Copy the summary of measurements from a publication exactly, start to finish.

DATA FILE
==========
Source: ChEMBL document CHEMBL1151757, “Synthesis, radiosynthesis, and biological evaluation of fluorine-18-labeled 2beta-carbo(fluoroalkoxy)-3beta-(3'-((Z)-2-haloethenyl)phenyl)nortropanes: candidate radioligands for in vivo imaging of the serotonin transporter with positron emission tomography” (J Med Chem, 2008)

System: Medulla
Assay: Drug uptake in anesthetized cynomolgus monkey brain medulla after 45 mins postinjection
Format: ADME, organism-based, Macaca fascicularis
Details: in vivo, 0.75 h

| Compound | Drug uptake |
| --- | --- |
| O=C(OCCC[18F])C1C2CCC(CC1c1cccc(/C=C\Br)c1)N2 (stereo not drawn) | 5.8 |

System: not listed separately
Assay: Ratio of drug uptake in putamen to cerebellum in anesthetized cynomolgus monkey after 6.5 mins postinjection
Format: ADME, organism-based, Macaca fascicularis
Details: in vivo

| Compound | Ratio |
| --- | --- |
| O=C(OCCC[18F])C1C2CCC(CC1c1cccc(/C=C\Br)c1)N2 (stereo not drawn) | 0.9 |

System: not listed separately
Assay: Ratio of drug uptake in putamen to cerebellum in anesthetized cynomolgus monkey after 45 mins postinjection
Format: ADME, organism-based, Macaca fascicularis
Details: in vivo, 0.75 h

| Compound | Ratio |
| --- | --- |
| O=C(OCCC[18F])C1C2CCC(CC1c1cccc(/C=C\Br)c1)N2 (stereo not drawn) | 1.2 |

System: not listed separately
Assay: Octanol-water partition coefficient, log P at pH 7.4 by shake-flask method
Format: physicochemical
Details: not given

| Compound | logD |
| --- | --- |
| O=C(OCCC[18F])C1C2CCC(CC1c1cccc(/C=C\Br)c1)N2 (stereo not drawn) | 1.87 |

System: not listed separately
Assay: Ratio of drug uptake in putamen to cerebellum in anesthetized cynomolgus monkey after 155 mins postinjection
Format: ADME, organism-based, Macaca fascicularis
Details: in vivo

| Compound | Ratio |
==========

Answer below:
Source: ChEMBL document CHEMBL1151757, “Synthesis, radiosynthesis, and biological evaluation of fluorine-18-labeled 2beta-carbo(fluoroalkoxy)-3beta-(3'-((Z)-2-haloethenyl)phenyl)nortropanes: candidate radioligands for in vivo imaging of the serotonin transporter with positron emission tomography” (J Med Chem, 2008)

System: Medulla
Assay: Drug uptake in anesthetized cynomolgus monkey brain medulla after 45 mins postinjection
Format: ADME, organism-based, Macaca fascicularis
Details: in vivo, 0.75 h

| Compound | Drug uptake |
| --- | --- |
| O=C(OCCC[18F])C1C2CCC(CC1c1cccc(/C=C\Br)c1)N2 (stereo not drawn) | 5.8 |

System: not listed separately
Assay: Ratio of drug uptake in putamen to cerebellum in anesthetized cynomolgus monkey after 6.5 mins postinjection
Format: ADME, organism-based, Macaca fascicularis
Details: in vivo

| Compound | Ratio |
| --- | --- |
| O=C(OCCC[18F])C1C2CCC(CC1c1cccc(/C=C\Br)c1)N2 (stereo not drawn) | 0.9 |

System: not listed separately
Assay: Ratio of drug uptake in putamen to cerebellum in anesthetized cynomolgus monkey after 45 mins postinjection
Format: ADME, organism-based, Macaca fascicularis
Details: in vivo, 0.75 h

| Compound | Ratio |
| --- | --- |
| O=C(OCCC[18F])C1C2CCC(CC1c1cccc(/C=C\Br)c1)N2 (stereo not drawn) | 1.2 |

System: not listed separately
Assay: Octanol-water partition coefficient, log P at pH 7.4 by shake-flask method
Format: physicochemical
Details: not given

| Compound | logD |
| --- | --- |
| O=C(OCCC[18F])C1C2CCC(CC1c1cccc(/C=C\Br)c1)N2 (stereo not drawn) | 1.87 |

System: not listed separately
Assay: Ratio of drug uptake in putamen to cerebellum in anesthetized cynomolgus monkey after 155 mins postinjection
Format: ADME, organism-based, Macaca fascicularis
Details: in vivo

| Compound | Ratio |